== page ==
"When I watch someone with the talent of Kenny," Stone says, "when I see someone who was that talented, that extraordinary, and then your body betrays you, it's a real frustration. I have no doubt in my mind that if Ken had not gotten hurt, he could have been a Hall of Fame pitcher. If he had been given the chance, he might have been a Hall of Fame center fielder, too."
Ken joked about what a good hitter he would have been. In 1980, when George was going for the .400 batting average, Ken famously said: "If it hadn't been for the DH rule, I'd have been the first in the family to hit .400." He might have been. But the thing that struck everyone who knew Ken Brett was how uninterested he was in the whole issue of "What might have been." He was too busy loving the life of a baseball player.
"I remember the first game they brought him in," George says of Ken's first appearance with Kansas City in 1980. "Jim Frey was our manager, he calls in to bring in the lefty. My brother runs in from the right-field bullpen in Kansas City, and he was like an airplane, running like this [with his arms in the air, like wings] and doing all this crap, and you know I'm thinking, 'That's why he got traded nine times.'"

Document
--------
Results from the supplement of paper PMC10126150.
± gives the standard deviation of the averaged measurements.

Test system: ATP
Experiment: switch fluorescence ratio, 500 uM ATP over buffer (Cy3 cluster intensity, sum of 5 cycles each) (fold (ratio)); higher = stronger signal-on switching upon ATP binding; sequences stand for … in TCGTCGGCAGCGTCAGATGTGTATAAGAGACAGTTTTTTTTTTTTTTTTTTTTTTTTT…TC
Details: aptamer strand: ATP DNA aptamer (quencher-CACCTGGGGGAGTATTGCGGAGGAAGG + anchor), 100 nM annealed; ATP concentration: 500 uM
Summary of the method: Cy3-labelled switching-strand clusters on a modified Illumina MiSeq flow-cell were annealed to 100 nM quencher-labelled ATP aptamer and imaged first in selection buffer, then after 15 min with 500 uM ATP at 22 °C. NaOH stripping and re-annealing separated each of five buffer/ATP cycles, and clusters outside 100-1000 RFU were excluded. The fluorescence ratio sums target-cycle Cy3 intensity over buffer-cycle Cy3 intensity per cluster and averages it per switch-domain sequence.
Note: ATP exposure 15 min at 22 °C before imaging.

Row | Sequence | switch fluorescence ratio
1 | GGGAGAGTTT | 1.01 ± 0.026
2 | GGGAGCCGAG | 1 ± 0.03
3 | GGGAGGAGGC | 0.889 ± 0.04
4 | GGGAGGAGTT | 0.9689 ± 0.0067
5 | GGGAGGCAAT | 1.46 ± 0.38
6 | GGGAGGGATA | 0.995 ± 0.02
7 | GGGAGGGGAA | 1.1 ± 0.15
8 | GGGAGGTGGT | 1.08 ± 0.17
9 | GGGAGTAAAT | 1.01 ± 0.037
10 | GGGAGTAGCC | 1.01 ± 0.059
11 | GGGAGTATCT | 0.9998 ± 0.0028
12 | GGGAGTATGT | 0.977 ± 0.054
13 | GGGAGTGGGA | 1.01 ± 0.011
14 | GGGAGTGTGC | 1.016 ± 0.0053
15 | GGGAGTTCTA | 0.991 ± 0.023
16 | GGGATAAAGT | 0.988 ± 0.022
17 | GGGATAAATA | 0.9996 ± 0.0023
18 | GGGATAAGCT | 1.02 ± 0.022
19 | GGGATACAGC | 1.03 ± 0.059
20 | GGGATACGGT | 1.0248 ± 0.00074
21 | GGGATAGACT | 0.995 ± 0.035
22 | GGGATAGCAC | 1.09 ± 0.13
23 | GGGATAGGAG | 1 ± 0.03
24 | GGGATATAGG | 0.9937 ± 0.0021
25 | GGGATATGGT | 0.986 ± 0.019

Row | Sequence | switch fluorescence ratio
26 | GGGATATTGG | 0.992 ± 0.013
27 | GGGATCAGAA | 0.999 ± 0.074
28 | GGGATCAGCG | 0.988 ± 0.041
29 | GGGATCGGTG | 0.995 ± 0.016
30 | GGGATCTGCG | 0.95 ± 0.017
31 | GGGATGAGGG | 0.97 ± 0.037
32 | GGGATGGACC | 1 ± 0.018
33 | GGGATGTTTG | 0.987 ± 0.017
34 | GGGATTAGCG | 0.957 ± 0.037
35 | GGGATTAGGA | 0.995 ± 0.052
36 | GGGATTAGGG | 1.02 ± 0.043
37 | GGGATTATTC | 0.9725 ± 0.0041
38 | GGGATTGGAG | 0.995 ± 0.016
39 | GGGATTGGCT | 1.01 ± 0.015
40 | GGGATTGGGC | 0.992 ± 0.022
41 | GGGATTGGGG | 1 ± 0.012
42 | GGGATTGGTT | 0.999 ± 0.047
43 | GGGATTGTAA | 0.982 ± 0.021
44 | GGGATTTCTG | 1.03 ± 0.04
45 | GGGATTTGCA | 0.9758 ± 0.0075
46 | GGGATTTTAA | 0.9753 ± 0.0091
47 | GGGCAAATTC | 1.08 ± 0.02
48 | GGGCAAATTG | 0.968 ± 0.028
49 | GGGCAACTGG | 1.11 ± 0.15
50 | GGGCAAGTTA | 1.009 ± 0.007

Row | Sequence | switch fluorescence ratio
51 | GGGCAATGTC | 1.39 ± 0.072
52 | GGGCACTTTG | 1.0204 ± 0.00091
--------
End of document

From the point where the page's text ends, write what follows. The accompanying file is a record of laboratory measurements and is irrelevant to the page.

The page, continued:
George is joking, of course, but the story is descriptive nonetheless: Ken Brett had a blast playing baseball. He had an absolute blast. Yes, he gave it all on the field. He was proud of the way he taught himself how to pitch -- how to survive -- after the injuries wore him down and he could no longer throw the hard fastball.
"When nature and attrition took away the talent that made him destined to be a star," Stone says, "well, a lot of people would have hung their head and said, 'Oh, woe is me.' But Ken said, 'OK, let's see what I have left, what I can do to be successful. I'm a different guy now. I can't blow it by everybody. But I've still got it. I have it inside. I know what it takes to win, even without my amazing gifts.'"
He kept finding clubs to help ... a lot of clubs. That was another record he set -- most clubs for a pitcher. That's since been broken. Anyway, Ken didn't see the journeyman life as a curse.
"My dad used to say he was happy for George, happy that he got to play for one team, Kansas City, his whole career," Casey says. "But then my dad would say he knew a good restaurant in every single city, because he lived and played and interacted with so with many cities. He would say, "I love the fact that George got to have the special relationship with Bret Saberhagen, but I have friends all through baseball. I know everybody in baseball. I can joke with anybody in baseball.'"
Yes, the jokes. Few people have ever made so many jokes … or pulled quite so many practical jokes. Everywhere Casey Brett goes he hears about another one. Like this: Once in Sarasota, Fla., Kemer was hanging out with George and Stone, this was probably 1977, just as George was becoming as star. The check comes, it's around $36, and George feels like a big man and says he will pick it up. The waitress comes over and George holds out a $100 bill.